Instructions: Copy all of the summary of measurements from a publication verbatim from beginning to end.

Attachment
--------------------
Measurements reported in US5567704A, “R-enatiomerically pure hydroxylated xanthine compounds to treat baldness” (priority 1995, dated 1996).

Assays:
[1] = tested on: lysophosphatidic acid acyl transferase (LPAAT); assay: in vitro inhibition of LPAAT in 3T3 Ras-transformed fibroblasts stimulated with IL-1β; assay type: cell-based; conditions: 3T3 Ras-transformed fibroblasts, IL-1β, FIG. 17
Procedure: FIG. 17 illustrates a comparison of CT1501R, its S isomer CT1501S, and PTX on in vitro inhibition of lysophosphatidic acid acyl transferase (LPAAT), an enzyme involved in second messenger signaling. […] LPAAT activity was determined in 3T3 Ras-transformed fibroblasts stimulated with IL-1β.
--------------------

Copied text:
Measurements reported in US5567704A, “R-enatiomerically pure hydroxylated xanthine compounds to treat baldness” (priority 1995, dated 1996).

Assays:
[1] = tested on: lysophosphatidic acid acyl transferase (LPAAT); assay: in vitro inhibition of LPAAT in 3T3 Ras-transformed fibroblasts stimulated with IL-1β; assay type: cell-based; conditions: 3T3 Ras-transformed fibroblasts, IL-1β, FIG. 17
Procedure: FIG. 17 illustrates a comparison of CT1501R, its S isomer CT1501S, and PTX on in vitro inhibition of lysophosphatidic acid acyl transferase (LPAAT), an enzyme involved in second messenger signaling. […] LPAAT activity was determined in 3T3 Ras-transformed fibroblasts stimulated with IL-1β.